icon bookmark-bicon bookmarkicon cameraicon checkicon chevron downicon chevron lefticon chevron righticon chevron upicon closeicon v-compressicon downloadicon editicon v-expandicon fbicon fileicon filtericon flag ruicon full chevron downicon full chevron lefticon full chevron righticon full chevron upicon gpicon insicon mailicon moveicon-musicicon mutedicon nomutedicon okicon v-pauseicon v-playicon searchicon shareicon sign inicon sign upicon stepbackicon stepforicon swipe downicon tagicon tagsicon tgicon trashicon twicon vkicon yticon wticon fm
13 Nov, 2018 13:25

‘A great honor’: Alexander Yakushev on induction to Hockey Hall of Fame

‘A great honor’: Alexander Yakushev on induction to Hockey Hall of Fame

Soviet hockey star Alexander Yakushev, who was inducted into the Hockey Hall of Fame in Toronto on Monday, has said he was honored to be included in the shrine to the sport’s greatest players despite never playing in the NHL.

It’s a great honor for me to be inducted in the Hockey Hall of Fame as a player who never played in the NHL,” Yakushev said. “I’m immensely grateful to the Hall of Fame president Jeff Denomme, Chairman of the board Lanny McDonald for making me worthy of this honor.”


The 71-year-old Russian thanked his family, former Spartak teammates and coaches for helping him to evolve into a top-class player who is privileged enough to now ne ranked among legends of the sport.

Yakushev emphasized that USSR coaches Arkady Chernyshev and Anatoli Tarasov, with whom he made his debut for the national team, played a key role in his development.

He also stressed that the legendary Tarasov had always wanted to see him at rival club CSKA, but that he had resisted his entreaties and remained at Spartak, where he spent almost his entire career.

Talking about the historic 1972 Summit Series in which Soviet players dispelled the myth about the “invincibility” of Canadian players, Yakushev noted that it was a “true hockey war” where nobody wanted to surrender.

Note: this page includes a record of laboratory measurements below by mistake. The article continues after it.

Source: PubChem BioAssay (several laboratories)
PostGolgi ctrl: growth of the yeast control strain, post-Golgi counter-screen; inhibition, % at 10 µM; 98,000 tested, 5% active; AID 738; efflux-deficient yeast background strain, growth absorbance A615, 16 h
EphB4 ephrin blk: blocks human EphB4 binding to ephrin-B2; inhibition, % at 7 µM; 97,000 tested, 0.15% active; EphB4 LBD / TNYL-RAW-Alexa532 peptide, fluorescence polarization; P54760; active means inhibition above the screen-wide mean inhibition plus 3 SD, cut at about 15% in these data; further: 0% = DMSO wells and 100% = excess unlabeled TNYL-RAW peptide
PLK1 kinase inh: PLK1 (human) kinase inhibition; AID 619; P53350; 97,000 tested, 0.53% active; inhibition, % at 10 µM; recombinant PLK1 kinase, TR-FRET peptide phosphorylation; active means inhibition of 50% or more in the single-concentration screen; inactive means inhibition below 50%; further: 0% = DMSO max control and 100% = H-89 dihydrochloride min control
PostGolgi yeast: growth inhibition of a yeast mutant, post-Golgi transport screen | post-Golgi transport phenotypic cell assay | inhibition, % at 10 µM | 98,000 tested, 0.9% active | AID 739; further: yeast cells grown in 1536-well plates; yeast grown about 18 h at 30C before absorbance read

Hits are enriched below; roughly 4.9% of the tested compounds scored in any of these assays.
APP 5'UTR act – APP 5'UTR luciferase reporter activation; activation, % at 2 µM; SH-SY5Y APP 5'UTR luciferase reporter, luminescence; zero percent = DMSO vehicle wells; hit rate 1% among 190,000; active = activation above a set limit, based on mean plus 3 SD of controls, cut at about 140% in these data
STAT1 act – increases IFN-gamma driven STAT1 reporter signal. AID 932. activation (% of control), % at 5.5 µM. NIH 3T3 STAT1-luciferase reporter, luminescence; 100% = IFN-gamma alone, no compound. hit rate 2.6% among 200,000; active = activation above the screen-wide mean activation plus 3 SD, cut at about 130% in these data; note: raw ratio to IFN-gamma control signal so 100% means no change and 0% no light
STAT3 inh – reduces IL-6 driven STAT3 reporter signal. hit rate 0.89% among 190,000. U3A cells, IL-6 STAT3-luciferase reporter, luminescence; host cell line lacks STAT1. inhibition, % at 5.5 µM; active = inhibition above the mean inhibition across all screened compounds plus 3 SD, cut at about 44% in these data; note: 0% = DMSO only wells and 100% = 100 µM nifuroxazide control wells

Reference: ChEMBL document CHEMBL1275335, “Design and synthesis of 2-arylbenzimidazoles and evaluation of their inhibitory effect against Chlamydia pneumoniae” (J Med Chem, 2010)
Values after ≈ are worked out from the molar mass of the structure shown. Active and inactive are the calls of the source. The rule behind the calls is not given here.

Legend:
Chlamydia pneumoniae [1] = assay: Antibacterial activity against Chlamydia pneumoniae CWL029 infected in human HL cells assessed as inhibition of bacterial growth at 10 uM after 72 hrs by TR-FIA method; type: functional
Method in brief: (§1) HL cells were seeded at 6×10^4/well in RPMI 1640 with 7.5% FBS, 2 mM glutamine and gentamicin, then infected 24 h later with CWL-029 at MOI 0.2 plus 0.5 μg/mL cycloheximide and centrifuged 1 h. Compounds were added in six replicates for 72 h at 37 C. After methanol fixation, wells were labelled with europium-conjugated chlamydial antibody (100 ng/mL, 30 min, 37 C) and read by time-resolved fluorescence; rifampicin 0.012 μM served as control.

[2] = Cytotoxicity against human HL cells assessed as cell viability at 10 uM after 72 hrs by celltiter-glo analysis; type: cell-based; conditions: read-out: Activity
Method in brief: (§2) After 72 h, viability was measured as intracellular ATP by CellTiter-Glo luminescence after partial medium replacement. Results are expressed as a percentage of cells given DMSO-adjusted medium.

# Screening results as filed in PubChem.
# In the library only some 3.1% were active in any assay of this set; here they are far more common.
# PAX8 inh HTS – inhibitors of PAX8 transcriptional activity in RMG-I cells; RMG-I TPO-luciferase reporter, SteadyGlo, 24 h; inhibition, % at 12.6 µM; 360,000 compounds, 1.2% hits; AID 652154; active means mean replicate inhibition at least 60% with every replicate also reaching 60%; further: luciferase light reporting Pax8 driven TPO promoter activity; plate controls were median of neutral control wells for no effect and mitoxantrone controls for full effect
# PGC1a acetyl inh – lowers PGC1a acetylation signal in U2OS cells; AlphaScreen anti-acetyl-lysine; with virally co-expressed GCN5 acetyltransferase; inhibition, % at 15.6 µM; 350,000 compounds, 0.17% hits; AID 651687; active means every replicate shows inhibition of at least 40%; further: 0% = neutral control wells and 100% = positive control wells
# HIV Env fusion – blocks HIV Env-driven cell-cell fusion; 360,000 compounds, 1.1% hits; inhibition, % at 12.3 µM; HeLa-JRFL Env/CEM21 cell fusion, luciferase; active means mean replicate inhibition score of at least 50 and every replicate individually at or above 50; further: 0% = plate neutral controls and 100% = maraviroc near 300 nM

Now we are communicating well with Canadian players who participated in the 1972 Summit Series: Phil Esposito, Yvan Cournoyer, Brad Park, Dennis Hull, Ken Dryden, the Mahovlich brothers,” Yakushev said.

But in 1972 no friendship was possible, as it was a true hockey war. I can’t explain how happy we were to win the first match. There was a Canadian journalist who promised to eat his article in which he had predicted losses for the USSR in all eight matches. He fulfilled his promise despite our attempts to talk him out of doing that.

It was an outstanding tournament where the winner was determined only in the eighth game, 36 seconds before the final whistle. And it was Canada. But there were no losers in the series because it was hockey which won,” the new Hall of Famer added.

Yakushev was the top points scorer in the Soviet team during the Summit Series, racking up seven goals and 11 points in total.

Together with the Soviet team he claimed two Olympic gold medals and won seven world championship titles during his lengthy career.